Brooks Koepka said his “tunnel-vision focus” was key to his success in major tournaments as he held onto his record seven-stroke lead going into Sunday’s final round of the PGA Championship.
Koepka ended the third round on Saturday with the same lead as he started it, combining the strength of tungsten with the precision of a calligrapher in a near-clinical even-par 70 in brilliant sunshine at the demanding Bethpage Black.
“I’m definitely not going to let up, I promise you that,” he said after posting a 12-under 198 total. “I feel confident going into tomorrow. If I can get off to a good start, these first six holes are very scorable.”
Long-hitting fellow Americans Dustin Johnson (69), Harold Varner III (67) and Luke List (69), and Thailand’s Jazz Janewattananond (67) were locked in second place on five under.
The largest 54-hole lead in championship history left Koepka needing only to avoid a disastrous Sunday to retain the title. He has also won the past two U.S. Opens.
“I’m more focused than anybody out there,” Koepka said, when asked why he performs better in majors than regular PGA Tour events.
“I think I’m tunnel-visioned. My focus probably goes up, I don’t know, tenfold of what it does in a tour event.”
The engraver is not quite ready to etch Koepka’s name into the Wanamaker Trophy just yet with the largest PGA Championship comeback after 54 holes was American John Mahaffey coming from seven behind to beat Tom Watson in a playoff in 1978.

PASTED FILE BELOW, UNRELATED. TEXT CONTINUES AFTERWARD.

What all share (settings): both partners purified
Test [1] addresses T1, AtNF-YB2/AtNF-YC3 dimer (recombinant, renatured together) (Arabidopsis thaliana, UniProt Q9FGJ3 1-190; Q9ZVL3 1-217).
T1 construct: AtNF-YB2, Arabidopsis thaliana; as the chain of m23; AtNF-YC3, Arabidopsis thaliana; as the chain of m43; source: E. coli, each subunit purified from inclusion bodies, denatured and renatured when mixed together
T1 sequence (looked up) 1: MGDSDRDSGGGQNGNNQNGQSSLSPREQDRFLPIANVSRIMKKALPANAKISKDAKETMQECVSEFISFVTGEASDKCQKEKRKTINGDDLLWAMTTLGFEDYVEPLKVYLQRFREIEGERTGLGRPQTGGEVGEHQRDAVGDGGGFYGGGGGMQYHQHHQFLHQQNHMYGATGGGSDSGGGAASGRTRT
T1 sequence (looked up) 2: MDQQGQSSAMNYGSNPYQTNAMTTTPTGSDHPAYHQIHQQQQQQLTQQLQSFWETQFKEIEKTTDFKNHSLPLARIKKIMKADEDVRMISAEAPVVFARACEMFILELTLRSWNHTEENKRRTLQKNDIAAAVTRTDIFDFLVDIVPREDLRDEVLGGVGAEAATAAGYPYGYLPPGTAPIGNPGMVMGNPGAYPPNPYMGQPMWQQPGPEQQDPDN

Johnson has not given up hope of a similar fightback.
“It’s going to take something special to catch Brooks but it’s definitely doable on this course because it’s so difficult,” said Johnson.
List, who has yet to win PGA Tour title, was less optimistic.
“I think we’re all pretty much playing for second,” he said. “It seems like that hasn’t been said since Tiger (Woods) back in his heyday.”
Koepka was relentless on Saturday, smashing his drives more than 300 yards and hitting soaring iron shots that honed in on the pins.
He limited his damage to three bogeys, using his power to muscle his ball out of the lush rough on the odd occasion when he strayed from the fairway.
His rivals did not play badly, but the damage had been done in the first 36 holes.
They simply had too much ground to make up with their cause made all the more difficult by the rough that gobbled up errant shots, while the wind whipped up over the final hour of play.
Johnson had six birdies, but littered his card with five bogeys, while List bogeyed the final two holes.
Koepka, however, gave his rivals a tip on how to deal with their final day chase.
“It’s grind it out, suck it up, and move on,” he said.
“You’re going to make a lot of mistakes; it’s a major championship. You know that’s going to happen and guys have a hard time letting that go.”